by the Exchange Fund against payments of
  Hong Kong dollars.      The Certificate of
  Indebtedness was hold by the note-issuing
  banks as cover for the issue of Hong Kong
  dollar notes. Under the Linked Exchange
  Rate System, the payment was to be made in
  US dollars at a fixed exchange rate of
  US$1=HK$7.80.
The Mechanism of the Linked Exchange
Rate System

The forces of competition and arbitrage
 between markets would ensure that the
 exchange rate would stabilize at a level
 close to the fixed rate with minimum
 intervention by the Exchange Fund.
The Mechanism of the Linked Exchange
Rate System

For example, if the Hong Kong dollar is traded
  in the market at a rate below 7.80, say 8.00,
  then banks will be encouraged to cash in
  their holding of Hong Kong dollar notes
  through the note-issuing banks for US dollar
  deposits. Then they can sell the US dollar
  deposits for Hong Kong dollar deposits at
  the market rate to make a profit of HK$0.20
  per US$1.
The Mechanism of the Linked Exchange
Rate System

As a result, in the open market, more banks
 will buy HK dollar notes and sell US dollar
 deposits. Following the redemption of the
 CIs, the HK dollar notes in circulation are
 reduced and the liquidity in the banking
 system is tightened. Interest rates in Hong
 Kong will rise until they are high enough to
 attract capital inflow. The arbitrage activity
 will boost the demand for HK dollar so that
 the exchange rate will rise to 7.80.
The Mechanism of the Linked Exchange
Rate System

Nevertheless, the mechanism assumes that the
 market obeys the laws of economics.
 Therefore,      political factors    might
 overshadow the laws of demand and supply.
 If    the capital outflow is serious, the
 government will have to spend a lot of the
 exchange fund to buy up Hong Kong dollars
 in the market in an effort to support the
 linked exchange rate.
The Mechanism of the Linked Exchange
Rate System

Moreover, only banks are capable of dealing
 with the Exchange Fund to make arbitrage,
 individuals and corporations are not allowed
 to do this with the Exchange Fund. In the
 normal course of business, banks must keep
 a certain liquidity level to meet customers’
 demand for money withdrawal. Therefore,
 banks’ ability to arbitrage is also limited.
Exchange rate quotations
Suppose the exchange rate of US dollar to
 HK dollar is quoted as
USD / HKD = 7.7980 / 90 which stands for
 US$1 = HK$7.7980 / HK$7.7990.
The US dollar is the base currency and the
 HK dollar is the quoted currency.
Exchange rate quotations
                  Bid          Offer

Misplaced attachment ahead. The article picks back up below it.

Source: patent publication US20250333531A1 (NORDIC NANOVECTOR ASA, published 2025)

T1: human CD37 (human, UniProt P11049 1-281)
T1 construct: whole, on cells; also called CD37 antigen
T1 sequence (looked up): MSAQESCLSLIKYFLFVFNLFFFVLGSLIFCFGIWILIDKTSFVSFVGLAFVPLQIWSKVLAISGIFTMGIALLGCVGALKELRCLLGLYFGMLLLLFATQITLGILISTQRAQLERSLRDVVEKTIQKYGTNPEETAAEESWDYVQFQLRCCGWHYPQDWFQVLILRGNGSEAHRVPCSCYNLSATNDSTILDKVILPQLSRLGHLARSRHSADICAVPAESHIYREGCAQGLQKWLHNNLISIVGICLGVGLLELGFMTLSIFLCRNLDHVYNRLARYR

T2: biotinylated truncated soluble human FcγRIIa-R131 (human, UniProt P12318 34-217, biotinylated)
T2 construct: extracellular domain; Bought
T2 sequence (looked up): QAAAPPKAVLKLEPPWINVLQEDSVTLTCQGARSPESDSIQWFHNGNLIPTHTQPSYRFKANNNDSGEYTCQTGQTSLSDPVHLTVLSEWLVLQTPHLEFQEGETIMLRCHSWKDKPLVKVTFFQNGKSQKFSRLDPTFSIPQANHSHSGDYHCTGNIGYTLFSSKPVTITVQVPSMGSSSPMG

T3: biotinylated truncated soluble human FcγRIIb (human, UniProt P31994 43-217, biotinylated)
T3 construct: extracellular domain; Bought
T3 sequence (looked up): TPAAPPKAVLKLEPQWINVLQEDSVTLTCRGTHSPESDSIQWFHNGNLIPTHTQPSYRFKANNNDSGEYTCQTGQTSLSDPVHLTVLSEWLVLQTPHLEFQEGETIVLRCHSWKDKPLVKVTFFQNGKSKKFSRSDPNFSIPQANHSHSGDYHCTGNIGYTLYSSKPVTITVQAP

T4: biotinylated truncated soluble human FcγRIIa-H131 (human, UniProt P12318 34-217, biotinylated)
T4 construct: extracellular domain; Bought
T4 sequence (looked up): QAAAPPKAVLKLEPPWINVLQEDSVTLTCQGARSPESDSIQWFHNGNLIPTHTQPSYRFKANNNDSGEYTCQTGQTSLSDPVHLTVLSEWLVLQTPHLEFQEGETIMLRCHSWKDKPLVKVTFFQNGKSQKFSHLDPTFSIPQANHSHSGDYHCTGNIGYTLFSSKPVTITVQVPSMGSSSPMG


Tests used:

(Bank buy)      (Bank sell)
USD / HKD       7.7980         7.7990

 The Bid rate means the bank buys US$1 from
 a customer in return of HK$7.7980 whereas
 the Offer rate means the bank sells US$1 to a
 customer in return of HK$7.7990.
Cross Rate Calculations
If GBP / USD = 1.4270 / 80 and
  USD / HKD = 7.7980 / 90,
 what are the exchange rates of GBP / HKD ?

         Bid : 1.4270  7.7980 =
 Offer : 1.4280  7.7990 =
Cross Rate Calculations
If USD / JPY = 115.50 / 70 and
 USD / HKD = 7.7980 / 90,
 what are the exchange rates of JPY / HKD ?
       Bid : (7.7980  115.70)  100 =
   Offer : (7.7990  115.50)  100 =
The exchange rates of Japanese Yen to HK
   Dollar are always quoted as JPY (100) /
   HKD.
Spot rate vs Forward rate
Spot rate is the exchange rate for a spot
  transaction in which there is a purchase or
  sale of a foreign currency with delivery
  (settlement) to be completed immediately
  between a bank and a customer or within two
  business days between two banks.
Forward rate is the exchange rate for a forward
  contract of a purchase or sale of a foreign
  currency with delivery to take place on a
  determined future date.
Calculation of forward exchange
rate

The forward rate is calculated from the spot
 rate and interest rates by the Interest
 Parity Theorem. Suppose the spot rate of
 USD / HKD is 7.7960, the 3-month deposit
 interest rate of USD is 7.25% and that of
 HKD is 6%, what is the 3-month forward
 rate of USD / HKD ?
Calculation of forward exchange
rate


           1 + (rHK) (n / 365)
Fn = S ×
           1 + (rUS) (n / 360)
                 1 + (0.06) (90 / 365)
   = 7.7960 ×
                 1 + (0.0725) (90 / 360)
   = 7.7707
Calculation of forward exchange
rate

The US dollar is at a discount whereas the
 HK dollar is at a premium. Therefore, HK
 dollar is more expensive in future than
 now in terms of US dollar.
But suppose the 3-month deposit interest
 rate of USD is 4.5% and that of HKD is
 5.5%, what will be the 3-month forward
 rate of USD / HKD ?